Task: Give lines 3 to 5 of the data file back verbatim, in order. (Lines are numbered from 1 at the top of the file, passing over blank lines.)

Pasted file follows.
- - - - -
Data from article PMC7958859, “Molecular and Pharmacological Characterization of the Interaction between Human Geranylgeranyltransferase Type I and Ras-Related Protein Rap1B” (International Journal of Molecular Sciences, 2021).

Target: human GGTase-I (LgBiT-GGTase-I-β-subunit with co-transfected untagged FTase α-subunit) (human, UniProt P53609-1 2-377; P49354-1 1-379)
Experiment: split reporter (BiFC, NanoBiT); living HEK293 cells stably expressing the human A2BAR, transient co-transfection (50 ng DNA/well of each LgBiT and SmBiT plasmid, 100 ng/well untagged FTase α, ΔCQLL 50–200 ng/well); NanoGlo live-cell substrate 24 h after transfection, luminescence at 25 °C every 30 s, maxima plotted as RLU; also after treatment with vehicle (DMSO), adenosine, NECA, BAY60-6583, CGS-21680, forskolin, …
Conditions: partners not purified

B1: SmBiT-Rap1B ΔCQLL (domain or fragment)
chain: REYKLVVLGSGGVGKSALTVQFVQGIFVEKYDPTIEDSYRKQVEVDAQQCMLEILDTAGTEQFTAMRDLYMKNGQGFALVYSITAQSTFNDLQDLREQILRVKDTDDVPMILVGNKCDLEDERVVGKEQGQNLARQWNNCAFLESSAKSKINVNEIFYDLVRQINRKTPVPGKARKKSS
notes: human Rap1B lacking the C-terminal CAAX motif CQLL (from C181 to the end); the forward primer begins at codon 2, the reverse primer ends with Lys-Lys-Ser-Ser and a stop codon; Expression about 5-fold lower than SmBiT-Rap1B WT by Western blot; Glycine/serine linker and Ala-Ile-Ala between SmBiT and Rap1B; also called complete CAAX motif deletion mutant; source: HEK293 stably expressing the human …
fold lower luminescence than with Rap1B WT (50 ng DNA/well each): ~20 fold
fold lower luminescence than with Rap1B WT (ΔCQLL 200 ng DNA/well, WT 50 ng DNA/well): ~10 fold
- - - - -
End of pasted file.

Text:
Experiment: split reporter (BiFC, NanoBiT); living HEK293 cells stably expressing the human A2BAR, transient co-transfection (50 ng DNA/well of each LgBiT and SmBiT plasmid, 100 ng/well untagged FTase α, ΔCQLL 50–200 ng/well); NanoGlo live-cell substrate 24 h after transfection, luminescence at 25 °C every 30 s, maxima plotted as RLU; also after treatment with vehicle (DMSO), adenosine, NECA, BAY60-6583, CGS-21680, forskolin, …
Conditions: partners not purified

B1: SmBiT-Rap1B ΔCQLL (domain or fragment)